Is it time for another round of extensions for airline and hotel travel certificates?
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Well, my 2020 travel plans haven’t quite played out the way I expected.
Yours probably didn’t either.
When the coronavirus first came to the U.S., many travelers began wondering what would happen to their hard-earned elite status. It took some time, but airlines and hotels across the board extended status for another year in recognition of the fact that travel isn’t returning to normal anytime soon.
As part of the extension spree, airlines and hotels also announced that they’d be extending the validity of travel certificates.
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My current unused travel benefits
My wife and I have:
- $2,009.10 in flight credits with Delta Air Lines that expire Sept. 30, 2022.
- Two free rental days with National Car Rental that expire Dec. 31, 2020.
- Three Delta companion certificates that expire in April, Aug. and Oct. 2021.
- Four regional upgrades with Delta that expire May 13, 2021.
- Four systemwide upgrades on American Airlines that expire July 31, 2021.
- Five Category 1-4 free night certificates with Hyatt that expire in March, April, June and two in Dec. 2021.
- Two remaining Hyatt suite night certificates that expire Feb. 28, 2021.
- One free Hilton night that expires Aug. 31, 2021.
- One free Marriott night (up to 50,000 points) that expires April 2, 2021.
- Five Marriott suite upgrade nights that expire Dec. 31, 2021.
- Three free IHG hotel nights (up to 40,000 points) that must be booked by December of this year, next July and next October.
- Seven one-day passes to the Delta SkyClub that expire at various dates in the summer of 2021.
- Fifteen drink vouchers on Delta that expire at various dates in the summer of 2021.
Please note that I do have 19 credit cards, which in normal times provide me with these ample perks that I use. But this year… well, do I really need to explain?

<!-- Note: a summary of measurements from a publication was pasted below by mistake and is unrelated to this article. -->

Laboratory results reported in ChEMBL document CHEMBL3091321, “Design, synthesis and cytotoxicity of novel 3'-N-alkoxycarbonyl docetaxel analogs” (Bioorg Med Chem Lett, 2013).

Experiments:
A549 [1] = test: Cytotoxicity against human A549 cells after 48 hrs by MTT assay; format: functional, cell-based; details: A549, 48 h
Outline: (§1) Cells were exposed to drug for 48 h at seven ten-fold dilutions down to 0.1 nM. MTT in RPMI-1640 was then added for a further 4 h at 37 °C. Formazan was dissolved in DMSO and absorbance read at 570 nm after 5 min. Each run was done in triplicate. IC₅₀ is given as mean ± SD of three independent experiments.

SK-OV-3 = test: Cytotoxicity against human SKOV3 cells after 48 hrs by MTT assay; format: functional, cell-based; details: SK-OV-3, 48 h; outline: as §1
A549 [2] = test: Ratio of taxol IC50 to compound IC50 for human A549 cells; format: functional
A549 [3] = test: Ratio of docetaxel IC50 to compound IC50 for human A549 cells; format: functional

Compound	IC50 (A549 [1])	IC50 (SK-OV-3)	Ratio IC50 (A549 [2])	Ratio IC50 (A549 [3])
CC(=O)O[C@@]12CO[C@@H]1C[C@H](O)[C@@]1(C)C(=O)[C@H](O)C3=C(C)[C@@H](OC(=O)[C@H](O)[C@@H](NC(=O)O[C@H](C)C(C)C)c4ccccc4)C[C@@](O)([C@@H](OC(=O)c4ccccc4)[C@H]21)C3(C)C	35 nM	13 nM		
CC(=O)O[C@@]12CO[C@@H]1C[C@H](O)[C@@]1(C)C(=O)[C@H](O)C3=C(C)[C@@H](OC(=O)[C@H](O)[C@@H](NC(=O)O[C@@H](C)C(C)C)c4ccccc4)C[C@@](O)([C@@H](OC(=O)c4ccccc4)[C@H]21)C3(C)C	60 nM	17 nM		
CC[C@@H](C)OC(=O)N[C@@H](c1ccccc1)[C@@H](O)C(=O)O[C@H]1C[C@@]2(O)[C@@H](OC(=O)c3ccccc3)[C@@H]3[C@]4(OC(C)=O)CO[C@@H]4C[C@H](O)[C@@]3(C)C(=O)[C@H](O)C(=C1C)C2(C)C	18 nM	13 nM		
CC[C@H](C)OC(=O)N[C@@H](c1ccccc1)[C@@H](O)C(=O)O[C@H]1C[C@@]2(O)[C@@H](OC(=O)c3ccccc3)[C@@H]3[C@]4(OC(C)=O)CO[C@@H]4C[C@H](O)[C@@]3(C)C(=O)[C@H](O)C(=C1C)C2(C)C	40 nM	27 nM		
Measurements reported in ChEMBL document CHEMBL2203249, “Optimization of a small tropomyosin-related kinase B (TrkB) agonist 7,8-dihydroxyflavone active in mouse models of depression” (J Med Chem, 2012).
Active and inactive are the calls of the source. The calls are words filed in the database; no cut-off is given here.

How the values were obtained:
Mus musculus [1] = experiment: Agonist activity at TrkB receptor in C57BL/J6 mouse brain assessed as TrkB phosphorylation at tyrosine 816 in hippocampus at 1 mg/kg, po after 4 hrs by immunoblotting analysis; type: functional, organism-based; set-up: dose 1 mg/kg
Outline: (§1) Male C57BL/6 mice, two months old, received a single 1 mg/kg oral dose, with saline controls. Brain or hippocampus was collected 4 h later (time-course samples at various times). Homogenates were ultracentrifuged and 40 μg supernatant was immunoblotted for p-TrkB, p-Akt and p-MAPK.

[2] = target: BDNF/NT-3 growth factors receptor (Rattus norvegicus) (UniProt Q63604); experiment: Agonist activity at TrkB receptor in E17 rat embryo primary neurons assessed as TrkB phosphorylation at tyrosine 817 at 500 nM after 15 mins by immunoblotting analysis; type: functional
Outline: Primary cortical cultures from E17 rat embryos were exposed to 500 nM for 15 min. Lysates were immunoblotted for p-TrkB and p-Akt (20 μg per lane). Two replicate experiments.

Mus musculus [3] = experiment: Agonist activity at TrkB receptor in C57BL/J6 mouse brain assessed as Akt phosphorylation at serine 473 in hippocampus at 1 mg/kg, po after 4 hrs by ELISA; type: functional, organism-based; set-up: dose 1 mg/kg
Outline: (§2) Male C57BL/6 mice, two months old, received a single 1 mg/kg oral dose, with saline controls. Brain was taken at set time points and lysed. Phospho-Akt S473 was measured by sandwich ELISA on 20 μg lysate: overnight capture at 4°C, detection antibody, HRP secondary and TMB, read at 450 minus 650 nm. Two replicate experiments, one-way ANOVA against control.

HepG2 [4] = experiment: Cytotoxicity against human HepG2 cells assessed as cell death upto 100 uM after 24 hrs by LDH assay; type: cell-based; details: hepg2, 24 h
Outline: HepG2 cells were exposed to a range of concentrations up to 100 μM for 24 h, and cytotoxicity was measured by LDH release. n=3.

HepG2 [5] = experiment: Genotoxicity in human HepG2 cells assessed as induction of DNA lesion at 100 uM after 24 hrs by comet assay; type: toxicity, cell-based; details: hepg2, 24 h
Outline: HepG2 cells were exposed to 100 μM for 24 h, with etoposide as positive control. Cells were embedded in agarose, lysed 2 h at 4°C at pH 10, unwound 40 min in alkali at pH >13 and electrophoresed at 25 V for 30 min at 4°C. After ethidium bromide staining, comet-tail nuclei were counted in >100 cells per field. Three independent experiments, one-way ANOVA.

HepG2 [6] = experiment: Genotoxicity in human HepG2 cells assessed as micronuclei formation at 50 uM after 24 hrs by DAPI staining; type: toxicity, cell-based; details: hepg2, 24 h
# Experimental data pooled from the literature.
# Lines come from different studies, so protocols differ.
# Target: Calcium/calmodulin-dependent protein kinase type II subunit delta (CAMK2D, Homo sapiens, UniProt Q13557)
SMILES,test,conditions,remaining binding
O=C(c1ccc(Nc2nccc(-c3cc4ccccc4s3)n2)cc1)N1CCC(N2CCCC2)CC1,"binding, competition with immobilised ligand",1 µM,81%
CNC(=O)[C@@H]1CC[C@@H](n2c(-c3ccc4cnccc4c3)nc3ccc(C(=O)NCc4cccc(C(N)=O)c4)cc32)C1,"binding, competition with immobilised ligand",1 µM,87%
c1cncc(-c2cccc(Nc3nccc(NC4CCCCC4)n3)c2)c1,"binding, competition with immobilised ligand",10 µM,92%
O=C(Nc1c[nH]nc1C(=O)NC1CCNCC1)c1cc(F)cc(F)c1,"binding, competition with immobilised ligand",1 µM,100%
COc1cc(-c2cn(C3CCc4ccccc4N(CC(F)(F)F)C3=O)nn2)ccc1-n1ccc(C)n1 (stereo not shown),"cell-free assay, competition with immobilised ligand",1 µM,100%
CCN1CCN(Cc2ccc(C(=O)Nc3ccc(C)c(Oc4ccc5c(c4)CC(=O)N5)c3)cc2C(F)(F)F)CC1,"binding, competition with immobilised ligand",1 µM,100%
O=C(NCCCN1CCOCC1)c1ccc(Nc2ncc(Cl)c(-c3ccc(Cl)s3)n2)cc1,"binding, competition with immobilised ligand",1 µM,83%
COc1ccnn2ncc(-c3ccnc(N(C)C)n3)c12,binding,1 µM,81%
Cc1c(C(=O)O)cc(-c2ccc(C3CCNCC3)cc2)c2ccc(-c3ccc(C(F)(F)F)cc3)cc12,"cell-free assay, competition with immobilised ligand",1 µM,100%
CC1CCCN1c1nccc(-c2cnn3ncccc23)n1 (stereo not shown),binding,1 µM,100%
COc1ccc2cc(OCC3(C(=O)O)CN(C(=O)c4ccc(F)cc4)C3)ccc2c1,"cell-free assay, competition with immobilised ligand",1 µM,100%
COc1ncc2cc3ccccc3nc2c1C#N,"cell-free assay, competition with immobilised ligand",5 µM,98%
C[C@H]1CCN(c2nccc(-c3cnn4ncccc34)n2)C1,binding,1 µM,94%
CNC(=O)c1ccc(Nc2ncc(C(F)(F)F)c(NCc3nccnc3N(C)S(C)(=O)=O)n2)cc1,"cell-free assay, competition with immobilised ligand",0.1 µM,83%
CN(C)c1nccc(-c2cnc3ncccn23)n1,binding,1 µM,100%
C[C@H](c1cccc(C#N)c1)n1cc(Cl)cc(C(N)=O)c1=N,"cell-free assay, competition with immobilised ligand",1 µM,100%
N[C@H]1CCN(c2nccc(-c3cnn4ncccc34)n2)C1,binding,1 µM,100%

Most of the free travel awards listed above have already had their deadlines extended as the world has come to grasp the magnitude of the COVID-19 pandemic and just how long-lasting it will be. So, before I sound ungrateful, a big thank you to all these hotel chains, airlines and car rental companies for extending the deadlines. You can see our full guide to the various extensions here.
So where does that leave us?
As coronavirus cases continue to spike in the U.S. and hopes for a vaccine are still many months away, I’ve started to wonder if travelers need another round of extensions.
As much as it pains me to say it, the answer is yes.
It might not be until the spring or summer of 2021 that I will feel comfortable taking my family on a vacation. I’m just going to let that sink in for a moment. I hope that isn’t the case. But my optimism from a few weeks ago has been dashed out by the horrible news day after day.
I was speaking with my colleague Zach Griff about all of these unused certificates. We both agree that travel isn’t meaningfully restarting anytime soon. With cases on the rise in most states, would-be travelers are staying home and avoiding unnecessary trips.
Furthermore, travel restrictions continue to be extended. Americans can’t visit most international destinations, and some states like New York are even imposing 14-day quarantines for domestic travelers.
Reopenings continue to be pushed back too. Hawaii’s plan to welcome tourists without a quarantine was just delayed by a month, and countries like Croatia, once ready to willingly accept Americans, recently added restrictions for such visitors.
Thus, it’s clear that a recovery in travel is a long way off. Though we’re both cautiously optimistic that the situation will improve by the end of the year, the current trajectory isn’t looking great. Having a vaccine or effective treatment might be the only way out. And even if we are lucky enough to have a vaccine by the end of the year, it could take months to immunize enough people to allow mass travel.
While I would love to see extensions now — and this would really help to reinforce loyalty — I’m not holding my breath.
Airlines and hotels already built up lots of goodwill with their status and certificate extensions. If they are going to do it again, it might not be until closer to the end of 2020.
Another possibility for why it doesn’t necessarily make sense for providers to extend certificates now is that there’s likely lots of breakage with these certificates. If they go unused, travel companies can reduce their liabilities. In a time when every dollar counts, I wouldn’t necessarily fault an airline or hotel for not extending certificates again.
That’s probably the right short-term business decision. But travel companies need to be thinking about the long game here. Remember, many of us aim for lifetime status. This is a relationship that will continue for decades and might be passed on to children or grandchildren. (I still have fond memories of an amazing suite upgrade my dad got with Marriott when I was a kid.) How hotels and airlines act now, during the worst of times, will be remembered by many of us for years to come.
Featured photo by Zach Griff/The Points Guy
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